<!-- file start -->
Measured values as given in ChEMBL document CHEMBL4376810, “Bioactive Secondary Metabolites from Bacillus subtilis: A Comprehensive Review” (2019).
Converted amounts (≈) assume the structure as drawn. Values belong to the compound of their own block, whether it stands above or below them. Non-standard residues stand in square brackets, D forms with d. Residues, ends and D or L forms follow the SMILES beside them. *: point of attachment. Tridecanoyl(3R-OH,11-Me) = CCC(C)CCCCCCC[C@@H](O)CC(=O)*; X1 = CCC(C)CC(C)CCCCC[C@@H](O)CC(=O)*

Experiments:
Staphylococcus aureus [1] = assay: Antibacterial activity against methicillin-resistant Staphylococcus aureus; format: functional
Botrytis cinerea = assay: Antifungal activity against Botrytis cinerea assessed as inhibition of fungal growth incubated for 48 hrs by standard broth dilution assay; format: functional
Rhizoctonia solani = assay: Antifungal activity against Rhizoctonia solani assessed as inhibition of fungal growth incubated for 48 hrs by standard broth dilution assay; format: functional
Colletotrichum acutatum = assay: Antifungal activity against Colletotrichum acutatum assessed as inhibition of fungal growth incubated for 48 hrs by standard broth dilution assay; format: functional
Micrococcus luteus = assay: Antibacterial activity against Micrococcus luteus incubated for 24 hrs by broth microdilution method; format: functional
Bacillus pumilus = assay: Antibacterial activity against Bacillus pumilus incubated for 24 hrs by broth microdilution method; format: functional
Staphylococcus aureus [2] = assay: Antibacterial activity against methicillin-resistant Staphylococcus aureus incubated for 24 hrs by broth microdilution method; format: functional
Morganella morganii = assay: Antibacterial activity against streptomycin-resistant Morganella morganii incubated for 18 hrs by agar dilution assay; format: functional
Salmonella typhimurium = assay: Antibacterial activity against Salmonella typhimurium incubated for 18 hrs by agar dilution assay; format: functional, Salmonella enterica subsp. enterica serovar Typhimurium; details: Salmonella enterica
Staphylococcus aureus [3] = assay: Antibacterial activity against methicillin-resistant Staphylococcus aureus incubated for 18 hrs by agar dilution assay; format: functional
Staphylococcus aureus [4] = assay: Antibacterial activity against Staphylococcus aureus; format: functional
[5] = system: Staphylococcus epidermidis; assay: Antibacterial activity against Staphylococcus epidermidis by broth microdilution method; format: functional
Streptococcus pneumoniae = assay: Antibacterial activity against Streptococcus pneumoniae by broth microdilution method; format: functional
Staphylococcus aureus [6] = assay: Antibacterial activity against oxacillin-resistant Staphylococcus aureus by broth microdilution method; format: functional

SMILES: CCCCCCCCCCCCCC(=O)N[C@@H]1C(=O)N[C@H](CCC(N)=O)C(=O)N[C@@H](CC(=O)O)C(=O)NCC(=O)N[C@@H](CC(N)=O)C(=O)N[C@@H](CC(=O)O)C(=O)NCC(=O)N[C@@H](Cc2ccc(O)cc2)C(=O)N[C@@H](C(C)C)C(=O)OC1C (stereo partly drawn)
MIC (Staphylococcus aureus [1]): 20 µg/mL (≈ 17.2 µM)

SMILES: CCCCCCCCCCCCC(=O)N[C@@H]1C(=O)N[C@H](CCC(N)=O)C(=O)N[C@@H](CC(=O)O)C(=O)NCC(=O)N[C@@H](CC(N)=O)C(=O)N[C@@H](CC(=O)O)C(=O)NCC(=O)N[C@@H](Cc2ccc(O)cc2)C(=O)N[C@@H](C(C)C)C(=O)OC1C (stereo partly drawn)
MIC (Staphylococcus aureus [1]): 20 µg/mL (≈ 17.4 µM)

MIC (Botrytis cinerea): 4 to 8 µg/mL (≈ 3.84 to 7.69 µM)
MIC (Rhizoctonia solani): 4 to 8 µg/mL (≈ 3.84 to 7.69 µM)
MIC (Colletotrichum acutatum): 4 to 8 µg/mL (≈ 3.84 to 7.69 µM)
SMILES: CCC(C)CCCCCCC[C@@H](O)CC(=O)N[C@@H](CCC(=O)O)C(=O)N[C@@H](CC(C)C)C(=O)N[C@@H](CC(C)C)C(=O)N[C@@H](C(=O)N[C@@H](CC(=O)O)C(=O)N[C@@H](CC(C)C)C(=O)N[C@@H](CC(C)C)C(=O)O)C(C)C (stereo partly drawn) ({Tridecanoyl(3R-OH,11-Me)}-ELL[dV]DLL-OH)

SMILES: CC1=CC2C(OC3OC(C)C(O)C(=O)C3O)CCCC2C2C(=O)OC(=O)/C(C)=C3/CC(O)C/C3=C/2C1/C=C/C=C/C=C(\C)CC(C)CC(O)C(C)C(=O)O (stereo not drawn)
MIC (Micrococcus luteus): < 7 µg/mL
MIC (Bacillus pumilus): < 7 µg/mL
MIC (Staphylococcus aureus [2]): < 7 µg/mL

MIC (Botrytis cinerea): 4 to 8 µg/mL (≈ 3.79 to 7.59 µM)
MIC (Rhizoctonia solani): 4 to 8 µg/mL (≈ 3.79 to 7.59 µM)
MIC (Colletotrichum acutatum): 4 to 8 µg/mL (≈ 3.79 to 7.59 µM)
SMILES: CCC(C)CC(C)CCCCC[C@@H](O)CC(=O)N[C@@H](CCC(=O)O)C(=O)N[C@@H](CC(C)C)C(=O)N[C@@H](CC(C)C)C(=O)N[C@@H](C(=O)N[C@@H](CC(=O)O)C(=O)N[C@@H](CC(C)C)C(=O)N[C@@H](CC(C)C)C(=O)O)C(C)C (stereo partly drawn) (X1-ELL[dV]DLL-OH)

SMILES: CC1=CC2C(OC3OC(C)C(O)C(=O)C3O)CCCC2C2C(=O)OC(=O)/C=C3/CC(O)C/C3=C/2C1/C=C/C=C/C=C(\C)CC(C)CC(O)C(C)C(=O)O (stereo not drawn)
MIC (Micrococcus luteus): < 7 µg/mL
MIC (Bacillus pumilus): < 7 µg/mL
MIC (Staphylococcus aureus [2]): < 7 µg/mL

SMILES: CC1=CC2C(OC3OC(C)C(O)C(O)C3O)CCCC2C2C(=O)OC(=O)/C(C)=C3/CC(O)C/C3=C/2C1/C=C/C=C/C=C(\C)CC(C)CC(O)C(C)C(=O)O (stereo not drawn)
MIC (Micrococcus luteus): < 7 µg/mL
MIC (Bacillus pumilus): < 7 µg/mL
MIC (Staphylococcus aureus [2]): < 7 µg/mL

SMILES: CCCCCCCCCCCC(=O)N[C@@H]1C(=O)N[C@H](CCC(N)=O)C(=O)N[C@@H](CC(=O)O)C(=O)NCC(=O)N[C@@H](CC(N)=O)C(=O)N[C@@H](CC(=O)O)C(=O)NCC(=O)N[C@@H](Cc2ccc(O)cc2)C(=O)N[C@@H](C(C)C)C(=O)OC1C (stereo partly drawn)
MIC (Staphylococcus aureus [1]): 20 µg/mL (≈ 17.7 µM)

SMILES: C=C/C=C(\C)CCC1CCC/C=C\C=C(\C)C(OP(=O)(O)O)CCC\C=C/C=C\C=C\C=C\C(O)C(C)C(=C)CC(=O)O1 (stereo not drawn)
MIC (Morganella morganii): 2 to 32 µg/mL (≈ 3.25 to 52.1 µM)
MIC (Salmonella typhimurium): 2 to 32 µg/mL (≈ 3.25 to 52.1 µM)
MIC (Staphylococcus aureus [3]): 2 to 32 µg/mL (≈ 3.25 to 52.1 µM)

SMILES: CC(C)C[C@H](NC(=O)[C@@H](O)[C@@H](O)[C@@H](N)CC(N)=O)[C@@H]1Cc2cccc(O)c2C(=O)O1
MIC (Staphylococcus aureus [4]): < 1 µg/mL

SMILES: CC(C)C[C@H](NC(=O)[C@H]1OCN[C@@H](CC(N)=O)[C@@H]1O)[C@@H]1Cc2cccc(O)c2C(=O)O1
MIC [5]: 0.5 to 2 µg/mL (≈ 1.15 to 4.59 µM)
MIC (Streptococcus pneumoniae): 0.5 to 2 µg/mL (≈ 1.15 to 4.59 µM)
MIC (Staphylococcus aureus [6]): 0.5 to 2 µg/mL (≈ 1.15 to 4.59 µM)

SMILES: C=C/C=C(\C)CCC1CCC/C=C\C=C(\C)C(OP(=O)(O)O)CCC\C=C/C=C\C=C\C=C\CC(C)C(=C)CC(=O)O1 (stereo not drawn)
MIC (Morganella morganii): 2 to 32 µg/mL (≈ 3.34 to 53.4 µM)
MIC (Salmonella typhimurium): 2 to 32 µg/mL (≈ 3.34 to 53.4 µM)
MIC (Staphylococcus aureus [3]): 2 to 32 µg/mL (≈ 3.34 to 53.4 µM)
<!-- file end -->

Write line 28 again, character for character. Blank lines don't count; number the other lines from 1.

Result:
MIC (Bacillus pumilus): < 7 µg/mL